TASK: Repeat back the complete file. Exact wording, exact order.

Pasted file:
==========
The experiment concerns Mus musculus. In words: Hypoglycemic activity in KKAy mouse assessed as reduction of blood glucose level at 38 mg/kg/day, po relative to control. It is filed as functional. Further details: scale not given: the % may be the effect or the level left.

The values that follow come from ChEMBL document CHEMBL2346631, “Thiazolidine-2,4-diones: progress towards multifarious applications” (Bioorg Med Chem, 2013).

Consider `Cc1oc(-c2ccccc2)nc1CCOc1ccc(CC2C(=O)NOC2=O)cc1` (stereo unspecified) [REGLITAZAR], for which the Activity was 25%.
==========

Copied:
The experiment concerns Mus musculus. In words: Hypoglycemic activity in KKAy mouse assessed as reduction of blood glucose level at 38 mg/kg/day, po relative to control. It is filed as functional. Further details: scale not given: the % may be the effect or the level left.

The values that follow come from ChEMBL document CHEMBL2346631, “Thiazolidine-2,4-diones: progress towards multifarious applications” (Bioorg Med Chem, 2013).

Consider `Cc1oc(-c2ccccc2)nc1CCOc1ccc(CC2C(=O)NOC2=O)cc1` (stereo unspecified) [REGLITAZAR], for which the Activity was 25%.